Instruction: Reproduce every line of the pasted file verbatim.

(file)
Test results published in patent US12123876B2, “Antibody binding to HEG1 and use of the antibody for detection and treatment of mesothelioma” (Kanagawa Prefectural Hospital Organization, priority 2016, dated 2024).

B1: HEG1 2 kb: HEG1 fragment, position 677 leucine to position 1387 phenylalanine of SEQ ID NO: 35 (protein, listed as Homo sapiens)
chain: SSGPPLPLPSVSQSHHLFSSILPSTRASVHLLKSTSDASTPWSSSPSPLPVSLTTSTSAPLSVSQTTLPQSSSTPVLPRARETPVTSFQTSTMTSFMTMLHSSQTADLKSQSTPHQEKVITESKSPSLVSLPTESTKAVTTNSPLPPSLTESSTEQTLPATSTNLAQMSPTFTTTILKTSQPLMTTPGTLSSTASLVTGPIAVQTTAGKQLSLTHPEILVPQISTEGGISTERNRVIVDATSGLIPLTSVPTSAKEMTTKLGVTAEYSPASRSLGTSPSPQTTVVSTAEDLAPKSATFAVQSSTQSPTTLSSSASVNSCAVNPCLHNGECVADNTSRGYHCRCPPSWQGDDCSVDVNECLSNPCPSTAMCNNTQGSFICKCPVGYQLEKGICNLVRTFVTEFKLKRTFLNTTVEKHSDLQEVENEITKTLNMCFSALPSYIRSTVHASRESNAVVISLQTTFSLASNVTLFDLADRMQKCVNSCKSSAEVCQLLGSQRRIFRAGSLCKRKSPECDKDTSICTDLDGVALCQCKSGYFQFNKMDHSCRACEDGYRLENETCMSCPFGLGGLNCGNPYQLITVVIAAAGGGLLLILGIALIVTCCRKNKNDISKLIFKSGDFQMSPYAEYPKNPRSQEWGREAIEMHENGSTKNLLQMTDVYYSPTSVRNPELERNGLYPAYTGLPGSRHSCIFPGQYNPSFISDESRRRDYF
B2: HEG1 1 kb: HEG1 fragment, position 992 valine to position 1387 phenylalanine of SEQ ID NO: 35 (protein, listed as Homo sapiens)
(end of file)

Test results published in patent US12123876B2, “Antibody binding to HEG1 and use of the antibody for detection and treatment of mesothelioma” (Kanagawa Prefectural Hospital Organization, priority 2016, dated 2024).

B1: HEG1 2 kb: HEG1 fragment, position 677 leucine to position 1387 phenylalanine of SEQ ID NO: 35 (protein, listed as Homo sapiens)
chain: SSGPPLPLPSVSQSHHLFSSILPSTRASVHLLKSTSDASTPWSSSPSPLPVSLTTSTSAPLSVSQTTLPQSSSTPVLPRARETPVTSFQTSTMTSFMTMLHSSQTADLKSQSTPHQEKVITESKSPSLVSLPTESTKAVTTNSPLPPSLTESSTEQTLPATSTNLAQMSPTFTTTILKTSQPLMTTPGTLSSTASLVTGPIAVQTTAGKQLSLTHPEILVPQISTEGGISTERNRVIVDATSGLIPLTSVPTSAKEMTTKLGVTAEYSPASRSLGTSPSPQTTVVSTAEDLAPKSATFAVQSSTQSPTTLSSSASVNSCAVNPCLHNGECVADNTSRGYHCRCPPSWQGDDCSVDVNECLSNPCPSTAMCNNTQGSFICKCPVGYQLEKGICNLVRTFVTEFKLKRTFLNTTVEKHSDLQEVENEITKTLNMCFSALPSYIRSTVHASRESNAVVISLQTTFSLASNVTLFDLADRMQKCVNSCKSSAEVCQLLGSQRRIFRAGSLCKRKSPECDKDTSICTDLDGVALCQCKSGYFQFNKMDHSCRACEDGYRLENETCMSCPFGLGGLNCGNPYQLITVVIAAAGGGLLLILGIALIVTCCRKNKNDISKLIFKSGDFQMSPYAEYPKNPRSQEWGREAIEMHENGSTKNLLQMTDVYYSPTSVRNPELERNGLYPAYTGLPGSRHSCIFPGQYNPSFISDESRRRDYF
B2: HEG1 1 kb: HEG1 fragment, position 992 valine to position 1387 phenylalanine of SEQ ID NO: 35 (protein, listed as Homo sapiens)